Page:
John W. Adams, author of Comitia Americana and Related Medals writes:
Last week's E-Sylum contained an extract on the Washington Before Boston medal, the original article having been composed by the Special Collections staff at Notre Dame. Despite such illustrious authorship, the piece contains two major mistakes.
First, the COMITIA AMERICANA medals were not first made in 1790; indeed all except the one struck for John Paul Jones were made earlier, including Fleury (1780), Gates (1787), Greene (1787) and the others save for Jones in 1789.
A more curious mistake concerns the restrikes which were said by Notre Dame to have been made in gold as well as other metals. I have long suspected that Colonel Fleury cozened either Franklin or Du Vivier into striking an unauthorized example in gold but, otherwise, the use of that metal was limited strictly to specimens specifically awarded by Congress.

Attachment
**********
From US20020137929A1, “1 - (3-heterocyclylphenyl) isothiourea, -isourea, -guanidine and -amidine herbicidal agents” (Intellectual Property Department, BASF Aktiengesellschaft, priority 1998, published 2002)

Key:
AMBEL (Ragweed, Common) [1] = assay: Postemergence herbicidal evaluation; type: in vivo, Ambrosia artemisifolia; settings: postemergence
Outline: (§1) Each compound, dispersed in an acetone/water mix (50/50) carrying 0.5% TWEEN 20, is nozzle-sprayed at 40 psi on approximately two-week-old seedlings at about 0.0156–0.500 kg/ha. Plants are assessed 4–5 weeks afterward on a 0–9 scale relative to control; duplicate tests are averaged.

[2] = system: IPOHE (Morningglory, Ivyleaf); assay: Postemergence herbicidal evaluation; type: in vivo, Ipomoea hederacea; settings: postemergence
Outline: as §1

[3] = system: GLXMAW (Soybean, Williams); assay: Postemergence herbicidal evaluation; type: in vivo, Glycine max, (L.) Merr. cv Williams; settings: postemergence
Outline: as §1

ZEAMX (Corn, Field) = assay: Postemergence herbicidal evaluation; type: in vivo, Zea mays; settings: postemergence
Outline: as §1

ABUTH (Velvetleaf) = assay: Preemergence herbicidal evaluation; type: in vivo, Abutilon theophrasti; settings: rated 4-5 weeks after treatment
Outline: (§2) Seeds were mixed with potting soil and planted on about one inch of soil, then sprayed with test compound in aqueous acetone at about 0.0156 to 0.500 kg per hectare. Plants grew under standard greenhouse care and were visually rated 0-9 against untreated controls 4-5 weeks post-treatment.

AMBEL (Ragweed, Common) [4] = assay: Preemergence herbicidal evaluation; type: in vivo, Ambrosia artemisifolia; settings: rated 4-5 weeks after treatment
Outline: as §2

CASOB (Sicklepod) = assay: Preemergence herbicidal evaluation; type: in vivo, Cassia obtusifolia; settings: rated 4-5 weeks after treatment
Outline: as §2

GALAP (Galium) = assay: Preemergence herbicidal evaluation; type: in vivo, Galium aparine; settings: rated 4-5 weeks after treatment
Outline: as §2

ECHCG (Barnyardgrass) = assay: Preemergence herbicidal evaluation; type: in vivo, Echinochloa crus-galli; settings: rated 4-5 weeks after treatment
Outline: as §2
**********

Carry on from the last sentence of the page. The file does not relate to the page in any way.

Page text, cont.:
Franklin (in the case of Fleury) and Jefferson (in the case of Jones) are on record as stating the limits to their authority. Ironically, the U.S. Government was later to break its own rules when, after the French had transferred the original dies in 1939, it used the occasion of the 200th anniversary of Jones' birth in 1947 to make a gold medal replacing Jones' medal which had been lost AND two others.
R.W. Julian writes:
"I saw the note about mint medals that derived from the Notre Dame website. It will perhaps be of interest to readers of The E-Sylum that the Paris Mint did not furnish hubs or punches as stated on that website. In point of fact Director James Pollock ordered certain of the Revolutionary War medals from the Paris Mint and some of these were used to make dies at the Philadelphia Mint."